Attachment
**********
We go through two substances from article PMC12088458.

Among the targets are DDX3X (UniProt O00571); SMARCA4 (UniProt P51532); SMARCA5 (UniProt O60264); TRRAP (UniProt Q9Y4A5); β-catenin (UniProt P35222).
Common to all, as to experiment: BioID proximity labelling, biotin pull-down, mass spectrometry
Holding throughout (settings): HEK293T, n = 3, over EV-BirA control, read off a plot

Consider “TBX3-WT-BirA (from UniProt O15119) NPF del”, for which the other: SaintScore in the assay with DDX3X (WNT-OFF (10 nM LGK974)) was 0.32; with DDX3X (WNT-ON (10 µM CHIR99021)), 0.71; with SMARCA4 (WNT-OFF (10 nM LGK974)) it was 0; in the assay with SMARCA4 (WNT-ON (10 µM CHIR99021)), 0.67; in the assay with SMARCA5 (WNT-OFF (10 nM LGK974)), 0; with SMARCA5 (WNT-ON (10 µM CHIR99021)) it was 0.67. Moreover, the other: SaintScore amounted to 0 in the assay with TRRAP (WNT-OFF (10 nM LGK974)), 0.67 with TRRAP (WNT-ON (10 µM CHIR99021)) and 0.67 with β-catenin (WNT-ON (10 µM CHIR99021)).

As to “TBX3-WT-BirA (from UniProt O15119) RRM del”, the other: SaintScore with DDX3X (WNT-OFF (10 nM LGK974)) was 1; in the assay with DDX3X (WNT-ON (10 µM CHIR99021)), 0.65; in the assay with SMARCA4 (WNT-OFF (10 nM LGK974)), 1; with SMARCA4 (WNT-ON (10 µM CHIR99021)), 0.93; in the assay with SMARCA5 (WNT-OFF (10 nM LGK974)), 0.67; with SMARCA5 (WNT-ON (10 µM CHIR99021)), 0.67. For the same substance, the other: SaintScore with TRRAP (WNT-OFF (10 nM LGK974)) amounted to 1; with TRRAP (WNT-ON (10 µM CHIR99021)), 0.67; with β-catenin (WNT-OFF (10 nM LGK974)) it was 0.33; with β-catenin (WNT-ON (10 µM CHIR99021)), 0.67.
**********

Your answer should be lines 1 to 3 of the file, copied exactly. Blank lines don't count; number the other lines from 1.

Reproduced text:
We go through two substances from article PMC12088458.

Among the targets are DDX3X (UniProt O00571); SMARCA4 (UniProt P51532); SMARCA5 (UniProt O60264); TRRAP (UniProt Q9Y4A5); β-catenin (UniProt P35222).
Common to all, as to experiment: BioID proximity labelling, biotin pull-down, mass spectrometry